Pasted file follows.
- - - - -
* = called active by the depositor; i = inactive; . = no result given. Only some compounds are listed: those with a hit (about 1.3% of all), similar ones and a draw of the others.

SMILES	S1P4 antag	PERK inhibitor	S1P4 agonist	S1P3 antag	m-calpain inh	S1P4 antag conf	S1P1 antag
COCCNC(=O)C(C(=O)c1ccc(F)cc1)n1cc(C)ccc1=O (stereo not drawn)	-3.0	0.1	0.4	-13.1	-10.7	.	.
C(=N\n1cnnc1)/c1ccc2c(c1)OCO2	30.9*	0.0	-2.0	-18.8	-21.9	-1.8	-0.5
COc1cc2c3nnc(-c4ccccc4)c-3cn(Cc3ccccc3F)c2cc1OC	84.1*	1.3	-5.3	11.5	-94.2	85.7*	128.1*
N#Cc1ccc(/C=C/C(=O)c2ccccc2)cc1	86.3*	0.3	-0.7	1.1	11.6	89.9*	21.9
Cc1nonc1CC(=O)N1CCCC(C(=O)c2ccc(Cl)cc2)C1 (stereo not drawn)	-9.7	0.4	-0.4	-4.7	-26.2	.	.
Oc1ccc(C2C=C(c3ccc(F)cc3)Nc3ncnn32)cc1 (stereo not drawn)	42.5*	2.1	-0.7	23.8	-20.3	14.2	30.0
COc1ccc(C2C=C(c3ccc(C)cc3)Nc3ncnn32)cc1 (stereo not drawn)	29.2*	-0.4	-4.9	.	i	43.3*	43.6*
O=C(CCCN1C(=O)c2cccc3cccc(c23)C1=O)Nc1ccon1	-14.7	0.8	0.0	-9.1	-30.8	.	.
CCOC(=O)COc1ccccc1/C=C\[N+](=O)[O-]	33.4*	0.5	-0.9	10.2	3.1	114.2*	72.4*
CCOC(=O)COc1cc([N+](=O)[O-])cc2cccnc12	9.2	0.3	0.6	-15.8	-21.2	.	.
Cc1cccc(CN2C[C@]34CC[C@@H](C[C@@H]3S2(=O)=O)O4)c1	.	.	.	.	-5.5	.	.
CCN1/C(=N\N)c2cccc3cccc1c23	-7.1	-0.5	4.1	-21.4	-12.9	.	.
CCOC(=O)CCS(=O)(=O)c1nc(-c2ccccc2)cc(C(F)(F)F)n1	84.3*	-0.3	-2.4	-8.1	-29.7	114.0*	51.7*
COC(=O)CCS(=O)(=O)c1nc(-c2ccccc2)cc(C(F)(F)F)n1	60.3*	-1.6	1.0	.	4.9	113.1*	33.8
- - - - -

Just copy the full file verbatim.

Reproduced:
* = called active by the depositor; i = inactive; . = no result given. Only some compounds are listed: those with a hit (about 1.3% of all), similar ones and a draw of the others.

SMILES	S1P4 antag	PERK inhibitor	S1P4 agonist	S1P3 antag	m-calpain inh	S1P4 antag conf	S1P1 antag
COCCNC(=O)C(C(=O)c1ccc(F)cc1)n1cc(C)ccc1=O (stereo not drawn)	-3.0	0.1	0.4	-13.1	-10.7	.	.
C(=N\n1cnnc1)/c1ccc2c(c1)OCO2	30.9*	0.0	-2.0	-18.8	-21.9	-1.8	-0.5
COc1cc2c3nnc(-c4ccccc4)c-3cn(Cc3ccccc3F)c2cc1OC	84.1*	1.3	-5.3	11.5	-94.2	85.7*	128.1*
N#Cc1ccc(/C=C/C(=O)c2ccccc2)cc1	86.3*	0.3	-0.7	1.1	11.6	89.9*	21.9
Cc1nonc1CC(=O)N1CCCC(C(=O)c2ccc(Cl)cc2)C1 (stereo not drawn)	-9.7	0.4	-0.4	-4.7	-26.2	.	.
Oc1ccc(C2C=C(c3ccc(F)cc3)Nc3ncnn32)cc1 (stereo not drawn)	42.5*	2.1	-0.7	23.8	-20.3	14.2	30.0
COc1ccc(C2C=C(c3ccc(C)cc3)Nc3ncnn32)cc1 (stereo not drawn)	29.2*	-0.4	-4.9	.	i	43.3*	43.6*
O=C(CCCN1C(=O)c2cccc3cccc(c23)C1=O)Nc1ccon1	-14.7	0.8	0.0	-9.1	-30.8	.	.
CCOC(=O)COc1ccccc1/C=C\[N+](=O)[O-]	33.4*	0.5	-0.9	10.2	3.1	114.2*	72.4*
CCOC(=O)COc1cc([N+](=O)[O-])cc2cccnc12	9.2	0.3	0.6	-15.8	-21.2	.	.
Cc1cccc(CN2C[C@]34CC[C@@H](C[C@@H]3S2(=O)=O)O4)c1	.	.	.	.	-5.5	.	.
CCN1/C(=N\N)c2cccc3cccc1c23	-7.1	-0.5	4.1	-21.4	-12.9	.	.
CCOC(=O)CCS(=O)(=O)c1nc(-c2ccccc2)cc(C(F)(F)F)n1	84.3*	-0.3	-2.4	-8.1	-29.7	114.0*	51.7*
COC(=O)CCS(=O)(=O)c1nc(-c2ccccc2)cc(C(F)(F)F)n1	60.3*	-1.6	1.0	.	4.9	113.1*	33.8